Well, regardless of your political leanings, it’s definitely been an interesting political season. I have witnessed several heated political discussions among my acquaintances, and even in my family (let’s just say that my crazy teenagers don’t share my political views). Although physical violence has not yet been involved, there has been some nasty name-calling. And these conversations can and do occur in the workplace. So what can a private employer do about political discussions in the workplace?

There are no federal laws applicable to private employers that protect employees on the basis of their political affiliation.  (Public employers, however, may be subject to such laws). As far as state laws, only a few – such as California, Louisiana, and the District of Columbia – have enacted laws that prohibit discrimination by private employers against an employee based on political affiliation. Some cities and counties may have local ordinances that also provide such protections. In those jurisdictions, employers cannot take any adverse employment action against an employee simply because he supports a particular political party.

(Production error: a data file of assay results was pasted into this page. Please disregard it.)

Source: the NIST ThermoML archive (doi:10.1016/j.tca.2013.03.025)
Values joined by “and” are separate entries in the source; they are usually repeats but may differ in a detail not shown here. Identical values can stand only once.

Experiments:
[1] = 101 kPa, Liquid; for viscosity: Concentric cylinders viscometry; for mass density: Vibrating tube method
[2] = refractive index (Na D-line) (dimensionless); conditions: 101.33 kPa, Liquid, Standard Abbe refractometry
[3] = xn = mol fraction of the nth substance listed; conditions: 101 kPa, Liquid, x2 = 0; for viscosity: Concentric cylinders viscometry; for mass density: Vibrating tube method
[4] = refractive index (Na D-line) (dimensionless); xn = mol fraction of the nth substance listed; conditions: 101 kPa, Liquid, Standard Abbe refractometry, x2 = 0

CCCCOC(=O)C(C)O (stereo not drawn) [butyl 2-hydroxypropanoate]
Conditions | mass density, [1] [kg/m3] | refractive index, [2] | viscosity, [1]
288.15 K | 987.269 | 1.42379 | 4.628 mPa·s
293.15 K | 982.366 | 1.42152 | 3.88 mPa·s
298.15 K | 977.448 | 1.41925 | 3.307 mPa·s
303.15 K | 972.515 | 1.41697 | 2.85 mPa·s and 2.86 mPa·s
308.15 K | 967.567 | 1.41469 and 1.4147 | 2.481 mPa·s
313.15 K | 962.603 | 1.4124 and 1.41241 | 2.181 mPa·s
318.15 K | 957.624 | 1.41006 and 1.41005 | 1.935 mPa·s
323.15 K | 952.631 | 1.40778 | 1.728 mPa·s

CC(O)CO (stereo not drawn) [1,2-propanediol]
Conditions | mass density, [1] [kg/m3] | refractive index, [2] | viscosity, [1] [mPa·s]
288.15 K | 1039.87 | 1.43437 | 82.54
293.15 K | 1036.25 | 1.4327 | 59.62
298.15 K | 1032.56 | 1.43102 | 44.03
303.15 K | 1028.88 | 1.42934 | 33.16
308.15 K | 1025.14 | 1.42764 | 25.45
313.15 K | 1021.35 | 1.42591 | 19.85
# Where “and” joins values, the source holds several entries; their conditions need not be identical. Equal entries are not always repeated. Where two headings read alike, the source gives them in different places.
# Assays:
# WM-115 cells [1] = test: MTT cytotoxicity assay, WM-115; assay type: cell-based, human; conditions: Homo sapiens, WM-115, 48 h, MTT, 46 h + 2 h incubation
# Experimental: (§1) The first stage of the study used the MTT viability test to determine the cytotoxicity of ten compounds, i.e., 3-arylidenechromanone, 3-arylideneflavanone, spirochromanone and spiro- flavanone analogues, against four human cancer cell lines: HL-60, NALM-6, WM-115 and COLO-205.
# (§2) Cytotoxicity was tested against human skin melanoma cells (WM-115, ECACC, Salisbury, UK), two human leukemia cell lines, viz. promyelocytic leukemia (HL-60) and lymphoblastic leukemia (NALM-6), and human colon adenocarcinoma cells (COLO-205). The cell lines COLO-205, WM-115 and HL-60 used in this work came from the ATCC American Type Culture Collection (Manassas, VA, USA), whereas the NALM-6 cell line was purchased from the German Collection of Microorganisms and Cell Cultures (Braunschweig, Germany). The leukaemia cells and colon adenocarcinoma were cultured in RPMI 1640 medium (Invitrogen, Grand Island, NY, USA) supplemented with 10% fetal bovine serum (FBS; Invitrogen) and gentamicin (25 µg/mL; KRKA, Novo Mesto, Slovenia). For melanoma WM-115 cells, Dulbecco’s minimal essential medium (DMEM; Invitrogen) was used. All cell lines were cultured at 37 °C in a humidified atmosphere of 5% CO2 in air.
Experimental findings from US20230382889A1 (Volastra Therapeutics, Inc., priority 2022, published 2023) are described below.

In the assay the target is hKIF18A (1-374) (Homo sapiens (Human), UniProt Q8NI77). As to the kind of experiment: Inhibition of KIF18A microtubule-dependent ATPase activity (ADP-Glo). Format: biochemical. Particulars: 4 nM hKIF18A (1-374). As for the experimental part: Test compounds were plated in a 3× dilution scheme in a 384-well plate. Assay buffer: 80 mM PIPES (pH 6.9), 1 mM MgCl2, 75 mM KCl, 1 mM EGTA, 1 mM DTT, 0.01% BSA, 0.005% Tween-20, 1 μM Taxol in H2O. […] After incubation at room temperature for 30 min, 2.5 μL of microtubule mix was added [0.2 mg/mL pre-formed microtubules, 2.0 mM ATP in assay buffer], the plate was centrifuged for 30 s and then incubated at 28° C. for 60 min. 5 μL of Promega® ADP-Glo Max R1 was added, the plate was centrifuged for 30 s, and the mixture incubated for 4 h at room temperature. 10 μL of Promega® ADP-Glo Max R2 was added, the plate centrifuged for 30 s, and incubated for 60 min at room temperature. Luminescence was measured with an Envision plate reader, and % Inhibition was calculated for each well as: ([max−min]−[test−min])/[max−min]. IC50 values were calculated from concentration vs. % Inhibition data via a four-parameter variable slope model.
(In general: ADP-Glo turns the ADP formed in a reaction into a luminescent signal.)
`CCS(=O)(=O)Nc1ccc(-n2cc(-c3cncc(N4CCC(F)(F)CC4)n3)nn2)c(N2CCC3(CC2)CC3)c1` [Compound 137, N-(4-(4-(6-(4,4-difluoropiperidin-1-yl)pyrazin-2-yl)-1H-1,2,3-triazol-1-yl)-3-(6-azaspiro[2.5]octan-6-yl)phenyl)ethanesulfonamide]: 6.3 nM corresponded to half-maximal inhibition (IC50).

Regardless of whether political affiliation protections exist, however, a private employer can prohibit political discussions in the workplace. “But what about the First Amendment right to free speech?” some may ask. The First Amendment prohibits the federal government from limiting citizens’ free speech rights – but it doesn’t apply to private employers! So employees do not have a right to free speech in a private workplace, and the employer can choose to restrict speech on any topic – including politics.

Of course there are caveats. At least two states – South Carolina and Connecticut – protect freedom of expression. But even there, employers can prohibit political speech if it is disruptive. Of course the employer needs to ensure that it is being consistent in enforcing any speech prohibitions, as political discussions can sometimes implicate other protected characteristics – like race, gender and religion.

In addition, the National Labor Relations Act, which applies to both unionized and non-unionized workplaces, protects employees’ rights to engage in discussions about the terms and conditions of employment. So if the political discussion involves which  political candidate may be better with regard to wages or benefits, for example, that specific discussion may be protected under the NLRA.

So bottom line – employers can generally prohibit political discussions in the workplace – but if you do so, make sure you’re being consistent and careful!